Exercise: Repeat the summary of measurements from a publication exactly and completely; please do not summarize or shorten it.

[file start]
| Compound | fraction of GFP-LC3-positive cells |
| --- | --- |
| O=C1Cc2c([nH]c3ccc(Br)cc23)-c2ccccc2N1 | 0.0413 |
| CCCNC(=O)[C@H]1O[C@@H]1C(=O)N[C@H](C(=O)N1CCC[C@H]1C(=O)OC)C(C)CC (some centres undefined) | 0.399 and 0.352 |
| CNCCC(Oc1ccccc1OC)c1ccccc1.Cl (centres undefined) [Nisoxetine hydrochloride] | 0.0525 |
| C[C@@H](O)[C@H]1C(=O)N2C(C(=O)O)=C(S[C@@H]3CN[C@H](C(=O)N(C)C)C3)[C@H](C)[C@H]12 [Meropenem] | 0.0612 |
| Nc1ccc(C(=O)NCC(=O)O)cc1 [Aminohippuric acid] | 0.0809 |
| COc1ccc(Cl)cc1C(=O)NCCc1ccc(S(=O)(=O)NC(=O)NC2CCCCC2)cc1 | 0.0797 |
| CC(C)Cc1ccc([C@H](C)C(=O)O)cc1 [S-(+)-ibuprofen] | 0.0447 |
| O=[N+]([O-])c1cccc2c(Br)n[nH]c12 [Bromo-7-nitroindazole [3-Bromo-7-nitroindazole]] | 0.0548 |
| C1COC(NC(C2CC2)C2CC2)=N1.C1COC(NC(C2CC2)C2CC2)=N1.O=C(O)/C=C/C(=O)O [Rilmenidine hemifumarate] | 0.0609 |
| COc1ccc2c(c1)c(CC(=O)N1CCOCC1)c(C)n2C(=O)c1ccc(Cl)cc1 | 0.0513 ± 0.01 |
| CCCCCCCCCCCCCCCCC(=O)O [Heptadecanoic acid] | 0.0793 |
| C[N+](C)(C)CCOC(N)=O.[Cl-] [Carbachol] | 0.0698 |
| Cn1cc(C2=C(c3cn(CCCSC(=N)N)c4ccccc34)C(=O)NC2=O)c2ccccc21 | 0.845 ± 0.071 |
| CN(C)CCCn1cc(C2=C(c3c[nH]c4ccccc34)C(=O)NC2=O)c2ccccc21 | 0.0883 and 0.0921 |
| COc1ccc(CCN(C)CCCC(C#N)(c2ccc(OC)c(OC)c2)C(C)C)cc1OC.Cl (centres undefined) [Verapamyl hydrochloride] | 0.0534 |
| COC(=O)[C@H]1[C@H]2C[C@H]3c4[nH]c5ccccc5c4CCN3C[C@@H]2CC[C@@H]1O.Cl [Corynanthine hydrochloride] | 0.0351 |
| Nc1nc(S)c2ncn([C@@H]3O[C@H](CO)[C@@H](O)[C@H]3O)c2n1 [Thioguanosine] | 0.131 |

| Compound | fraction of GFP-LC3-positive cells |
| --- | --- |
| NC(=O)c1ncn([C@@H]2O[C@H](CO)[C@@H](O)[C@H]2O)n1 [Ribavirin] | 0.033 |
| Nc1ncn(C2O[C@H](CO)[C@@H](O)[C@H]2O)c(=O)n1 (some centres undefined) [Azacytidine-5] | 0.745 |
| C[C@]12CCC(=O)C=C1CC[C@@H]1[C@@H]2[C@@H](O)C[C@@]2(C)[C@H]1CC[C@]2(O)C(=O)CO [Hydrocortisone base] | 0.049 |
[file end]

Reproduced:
| Compound | fraction of GFP-LC3-positive cells |
| --- | --- |
| O=C1Cc2c([nH]c3ccc(Br)cc23)-c2ccccc2N1 | 0.0413 |
| CCCNC(=O)[C@H]1O[C@@H]1C(=O)N[C@H](C(=O)N1CCC[C@H]1C(=O)OC)C(C)CC (some centres undefined) | 0.399 and 0.352 |
| CNCCC(Oc1ccccc1OC)c1ccccc1.Cl (centres undefined) [Nisoxetine hydrochloride] | 0.0525 |
| C[C@@H](O)[C@H]1C(=O)N2C(C(=O)O)=C(S[C@@H]3CN[C@H](C(=O)N(C)C)C3)[C@H](C)[C@H]12 [Meropenem] | 0.0612 |
| Nc1ccc(C(=O)NCC(=O)O)cc1 [Aminohippuric acid] | 0.0809 |
| COc1ccc(Cl)cc1C(=O)NCCc1ccc(S(=O)(=O)NC(=O)NC2CCCCC2)cc1 | 0.0797 |
| CC(C)Cc1ccc([C@H](C)C(=O)O)cc1 [S-(+)-ibuprofen] | 0.0447 |
| O=[N+]([O-])c1cccc2c(Br)n[nH]c12 [Bromo-7-nitroindazole [3-Bromo-7-nitroindazole]] | 0.0548 |
| C1COC(NC(C2CC2)C2CC2)=N1.C1COC(NC(C2CC2)C2CC2)=N1.O=C(O)/C=C/C(=O)O [Rilmenidine hemifumarate] | 0.0609 |
| COc1ccc2c(c1)c(CC(=O)N1CCOCC1)c(C)n2C(=O)c1ccc(Cl)cc1 | 0.0513 ± 0.01 |
| CCCCCCCCCCCCCCCCC(=O)O [Heptadecanoic acid] | 0.0793 |
| C[N+](C)(C)CCOC(N)=O.[Cl-] [Carbachol] | 0.0698 |
| Cn1cc(C2=C(c3cn(CCCSC(=N)N)c4ccccc34)C(=O)NC2=O)c2ccccc21 | 0.845 ± 0.071 |
| CN(C)CCCn1cc(C2=C(c3c[nH]c4ccccc34)C(=O)NC2=O)c2ccccc21 | 0.0883 and 0.0921 |
| COc1ccc(CCN(C)CCCC(C#N)(c2ccc(OC)c(OC)c2)C(C)C)cc1OC.Cl (centres undefined) [Verapamyl hydrochloride] | 0.0534 |
| COC(=O)[C@H]1[C@H]2C[C@H]3c4[nH]c5ccccc5c4CCN3C[C@@H]2CC[C@@H]1O.Cl [Corynanthine hydrochloride] | 0.0351 |
| Nc1nc(S)c2ncn([C@@H]3O[C@H](CO)[C@@H](O)[C@H]3O)c2n1 [Thioguanosine] | 0.131 |

| Compound | fraction of GFP-LC3-positive cells |
| --- | --- |
| NC(=O)c1ncn([C@@H]2O[C@H](CO)[C@@H](O)[C@H]2O)n1 [Ribavirin] | 0.033 |
| Nc1ncn(C2O[C@H](CO)[C@@H](O)[C@H]2O)c(=O)n1 (some centres undefined) [Azacytidine-5] | 0.745 |
| C[C@]12CCC(=O)C=C1CC[C@@H]1[C@@H]2[C@@H](O)C[C@@]2(C)[C@H]1CC[C@]2(O)C(=O)CO [Hydrocortisone base] | 0.049 |